When you think of the devastation you see from hurricanes, do you generally think it was caused by wind damage? Cars in trees, roofs ripped off of homes, debris everywhere.
More often than not, that damage was caused by storm surge, actually. The killers of hurricanes like Katrina and Harvey were more the unbridled storm surge than the powerful rains and winds.
But what is it? How does it affect us? And why is every meteorologist warning about it? The National Hurricane Center even has its own Twitter account dedicated to storm surge!
"Storm surge is an abnormal rise of water generated by a storm over and above the predicted astronomical tides," reads the very interesting NHC explainer. Continuing: "The rise in water level can cause extreme flooding in coastal areas particularly when storm surge coincides with normal high tide."
Think of storm surge as how high the water level of any body of water near you will rise (so long as it's connected to the ocean in some way).
So the St. Johns River may experience storm surge, and so may the coastline of the Jacksonville Beaches. Generally, per the National Weather Service, surge is much worse near the coastline than on rivers.
But what's the big deal?
Besides flooding, the water rushes fast. It's not like filling up a bowl of water; this is the ocean we're talking about.
"Adding to the destructive power of surge, battering waves may increase damage to buildings directly along the coast," the National Hurricane Center says. "Water weighs 1,700 pounds per cubic yard."
Which is darn heavy.
And the powerful water - when it leaves - can rip things away. It can pick up cars, erode the sand at beaches and destroy coastal highways (remember U.S. 1 in Flagler County after Hurricane Matthew last year? Think THAT was done by the wind?).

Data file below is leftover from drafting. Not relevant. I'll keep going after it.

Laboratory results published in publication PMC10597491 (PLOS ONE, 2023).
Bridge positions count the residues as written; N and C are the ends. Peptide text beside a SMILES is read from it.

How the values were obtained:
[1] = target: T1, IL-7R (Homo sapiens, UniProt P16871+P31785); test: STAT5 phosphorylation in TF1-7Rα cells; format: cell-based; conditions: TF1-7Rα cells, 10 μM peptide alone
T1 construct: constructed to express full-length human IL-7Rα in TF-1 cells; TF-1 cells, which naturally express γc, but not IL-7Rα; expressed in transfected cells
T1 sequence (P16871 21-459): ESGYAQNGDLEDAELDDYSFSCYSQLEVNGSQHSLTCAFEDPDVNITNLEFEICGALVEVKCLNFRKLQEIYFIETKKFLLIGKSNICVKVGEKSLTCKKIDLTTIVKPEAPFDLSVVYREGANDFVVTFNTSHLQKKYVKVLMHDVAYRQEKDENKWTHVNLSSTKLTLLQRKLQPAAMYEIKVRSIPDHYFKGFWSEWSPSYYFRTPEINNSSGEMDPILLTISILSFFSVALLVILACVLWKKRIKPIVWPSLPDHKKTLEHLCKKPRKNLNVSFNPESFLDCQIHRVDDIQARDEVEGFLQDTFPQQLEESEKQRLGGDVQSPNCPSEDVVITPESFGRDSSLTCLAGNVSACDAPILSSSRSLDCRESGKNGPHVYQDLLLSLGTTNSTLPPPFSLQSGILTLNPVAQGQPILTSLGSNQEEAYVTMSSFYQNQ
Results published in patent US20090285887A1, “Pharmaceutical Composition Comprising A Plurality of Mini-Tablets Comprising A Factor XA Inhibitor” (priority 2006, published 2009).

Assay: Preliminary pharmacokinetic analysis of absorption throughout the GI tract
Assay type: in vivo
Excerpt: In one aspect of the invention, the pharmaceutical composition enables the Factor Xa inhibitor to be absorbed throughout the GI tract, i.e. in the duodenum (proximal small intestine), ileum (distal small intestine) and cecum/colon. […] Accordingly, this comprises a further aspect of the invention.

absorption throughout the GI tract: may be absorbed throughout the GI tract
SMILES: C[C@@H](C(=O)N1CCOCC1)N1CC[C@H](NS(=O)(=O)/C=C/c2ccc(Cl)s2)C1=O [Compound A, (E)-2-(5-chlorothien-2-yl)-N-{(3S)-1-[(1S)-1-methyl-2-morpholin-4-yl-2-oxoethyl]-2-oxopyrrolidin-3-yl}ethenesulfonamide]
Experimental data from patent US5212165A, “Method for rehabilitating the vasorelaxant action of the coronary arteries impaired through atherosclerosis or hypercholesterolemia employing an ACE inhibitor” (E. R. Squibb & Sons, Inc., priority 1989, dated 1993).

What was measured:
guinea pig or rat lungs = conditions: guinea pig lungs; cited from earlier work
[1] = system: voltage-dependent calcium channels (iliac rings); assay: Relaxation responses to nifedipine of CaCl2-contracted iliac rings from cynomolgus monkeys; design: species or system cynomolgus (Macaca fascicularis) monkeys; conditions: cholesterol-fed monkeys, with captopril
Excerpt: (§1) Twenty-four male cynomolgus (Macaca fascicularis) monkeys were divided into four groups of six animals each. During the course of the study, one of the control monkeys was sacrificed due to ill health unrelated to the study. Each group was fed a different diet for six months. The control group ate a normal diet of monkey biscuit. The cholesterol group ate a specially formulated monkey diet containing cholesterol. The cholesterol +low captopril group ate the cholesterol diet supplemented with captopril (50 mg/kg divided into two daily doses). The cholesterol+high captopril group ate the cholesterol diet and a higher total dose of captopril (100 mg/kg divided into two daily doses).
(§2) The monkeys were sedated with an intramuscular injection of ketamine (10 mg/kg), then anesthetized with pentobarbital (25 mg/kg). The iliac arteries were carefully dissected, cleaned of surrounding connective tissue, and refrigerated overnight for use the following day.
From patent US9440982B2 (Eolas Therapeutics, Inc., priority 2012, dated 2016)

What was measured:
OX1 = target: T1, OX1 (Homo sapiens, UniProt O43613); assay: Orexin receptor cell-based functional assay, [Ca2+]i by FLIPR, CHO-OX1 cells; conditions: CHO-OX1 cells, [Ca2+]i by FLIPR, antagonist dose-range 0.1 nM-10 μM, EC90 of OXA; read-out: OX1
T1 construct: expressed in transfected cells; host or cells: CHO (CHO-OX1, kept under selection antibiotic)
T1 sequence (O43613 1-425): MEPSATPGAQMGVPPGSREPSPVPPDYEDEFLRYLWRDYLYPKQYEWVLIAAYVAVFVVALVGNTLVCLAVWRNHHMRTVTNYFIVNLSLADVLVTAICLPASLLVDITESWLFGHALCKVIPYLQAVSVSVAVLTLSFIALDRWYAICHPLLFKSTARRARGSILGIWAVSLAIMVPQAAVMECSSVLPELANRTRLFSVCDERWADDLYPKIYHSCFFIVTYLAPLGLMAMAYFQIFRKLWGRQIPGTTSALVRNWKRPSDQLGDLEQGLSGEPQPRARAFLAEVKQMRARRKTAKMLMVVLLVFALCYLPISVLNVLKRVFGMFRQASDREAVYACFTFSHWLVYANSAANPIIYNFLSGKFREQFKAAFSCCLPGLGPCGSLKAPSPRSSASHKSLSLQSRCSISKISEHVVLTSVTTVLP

Storm surge can pick up boats and throw them at buildings, it can make stop signs into fast-floating javelins, turn cars into battering rams, and slam you with impossible force against hard objects if you get caught in it.
Did you know?
Population density increased along the Gulf Coast by 32 percent, 17 percent in Atlantic coastal counties, and 16 percent in Hawaii from 1999-2008
Most of the U.S.'s Gulf and Atlantic coastlines lie less than 10 feet above sea level
Over HALF the U.S.'s economic productivity is in coastal areas
What can we expect from Irma?
First things first, ALL of Florida, from Tallahassee to Jacksonville, is under a storm surge warning. So is the entire Georgia coast and South Carolina's up to just north of Charleston.
That means we're going to get storm surge, more than likely. A storm surge 'watch' would mean conditions were ripe for surges. A warning means be prepared for it to happen.
Also - when a warning for storm surge is in place, that means the National Weather Service thinks the inundation is life-threatening.
Fernandina Beach all the way south to the Jupiter Inlet is expected to get 3 to 5 feet of storm surge. From Fernandina up to the Santee River in South Carolina, expect surges of 4 to 6 feet.
That will be during the peak - and that's the worst case scenario.
The more you know! Stay safe out there.
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